is the removal of suspended solids through the settling of particles moving
through a tank at a slow rate. There are a number of forms of sedimentation. In
water treatment plants treating source water a high proportion of suspended
solids of coarser grades (e.g. sand and coarse silt) a grit chamber may be used
to remove the largest particles through simple sedimentation. In this process,
water is passed through a tank at a slow rate and suspended solids fall out of
suspension. In small supplies, simple sedimentors may also be used, which functioning
in a similar fashion to grit chambers, although with a slower rate of water
throughflow. Simple sedimentation will not remove fine grained particles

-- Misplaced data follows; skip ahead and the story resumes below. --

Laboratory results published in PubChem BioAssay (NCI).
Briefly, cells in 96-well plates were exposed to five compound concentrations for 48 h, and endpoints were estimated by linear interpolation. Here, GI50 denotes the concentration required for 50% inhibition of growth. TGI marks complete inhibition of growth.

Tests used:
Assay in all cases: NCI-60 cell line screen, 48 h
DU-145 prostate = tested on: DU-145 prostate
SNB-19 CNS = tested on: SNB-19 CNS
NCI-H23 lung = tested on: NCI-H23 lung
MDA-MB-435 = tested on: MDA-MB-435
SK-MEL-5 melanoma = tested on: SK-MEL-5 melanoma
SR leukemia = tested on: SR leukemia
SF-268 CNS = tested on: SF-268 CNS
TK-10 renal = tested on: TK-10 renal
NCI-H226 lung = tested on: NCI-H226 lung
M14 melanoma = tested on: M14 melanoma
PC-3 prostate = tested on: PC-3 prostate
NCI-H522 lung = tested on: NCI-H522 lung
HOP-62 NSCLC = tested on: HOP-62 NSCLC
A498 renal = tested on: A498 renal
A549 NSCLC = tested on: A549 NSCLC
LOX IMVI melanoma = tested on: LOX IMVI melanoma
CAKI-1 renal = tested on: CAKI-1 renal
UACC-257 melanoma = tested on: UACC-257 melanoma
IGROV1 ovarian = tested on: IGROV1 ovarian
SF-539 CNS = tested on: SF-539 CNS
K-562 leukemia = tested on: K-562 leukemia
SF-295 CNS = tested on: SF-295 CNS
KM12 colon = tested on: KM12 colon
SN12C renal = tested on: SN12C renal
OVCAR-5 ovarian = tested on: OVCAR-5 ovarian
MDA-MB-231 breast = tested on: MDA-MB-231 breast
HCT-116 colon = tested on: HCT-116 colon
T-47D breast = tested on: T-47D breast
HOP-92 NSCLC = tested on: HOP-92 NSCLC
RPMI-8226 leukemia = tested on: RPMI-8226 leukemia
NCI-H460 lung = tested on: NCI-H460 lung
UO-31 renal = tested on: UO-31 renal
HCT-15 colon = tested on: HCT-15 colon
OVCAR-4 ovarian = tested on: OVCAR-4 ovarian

because the flow rates remain too high and the retention time is insufficient.
A further common fault with simple
sedimenters is that design flow rates are rarely
achieved in practice and a certain element of 'short-circuiting' can occur unless
construction, operation and maintenance is very careful.
As a result of the drawbacks in simple
sedimentation, it is common to find that the sedimentation process is enhanced
through the addition of chemicals - or coagulation.